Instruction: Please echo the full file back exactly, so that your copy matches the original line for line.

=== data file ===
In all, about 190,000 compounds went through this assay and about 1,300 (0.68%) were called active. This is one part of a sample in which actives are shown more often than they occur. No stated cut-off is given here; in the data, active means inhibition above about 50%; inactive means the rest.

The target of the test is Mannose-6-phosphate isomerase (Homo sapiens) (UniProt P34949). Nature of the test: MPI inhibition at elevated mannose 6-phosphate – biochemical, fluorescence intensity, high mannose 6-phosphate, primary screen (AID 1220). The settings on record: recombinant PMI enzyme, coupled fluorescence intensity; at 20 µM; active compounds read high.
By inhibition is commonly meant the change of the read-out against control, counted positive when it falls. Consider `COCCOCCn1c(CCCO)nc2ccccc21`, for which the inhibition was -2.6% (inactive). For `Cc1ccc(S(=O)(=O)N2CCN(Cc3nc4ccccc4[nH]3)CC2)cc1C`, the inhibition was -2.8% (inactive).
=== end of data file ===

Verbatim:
In all, about 190,000 compounds went through this assay and about 1,300 (0.68%) were called active. This is one part of a sample in which actives are shown more often than they occur. No stated cut-off is given here; in the data, active means inhibition above about 50%; inactive means the rest.

The target of the test is Mannose-6-phosphate isomerase (Homo sapiens) (UniProt P34949). Nature of the test: MPI inhibition at elevated mannose 6-phosphate – biochemical, fluorescence intensity, high mannose 6-phosphate, primary screen (AID 1220). The settings on record: recombinant PMI enzyme, coupled fluorescence intensity; at 20 µM; active compounds read high.
By inhibition is commonly meant the change of the read-out against control, counted positive when it falls. Consider `COCCOCCn1c(CCCO)nc2ccccc21`, for which the inhibition was -2.6% (inactive). For `Cc1ccc(S(=O)(=O)N2CCN(Cc3nc4ccccc4[nH]3)CC2)cc1C`, the inhibition was -2.8% (inactive).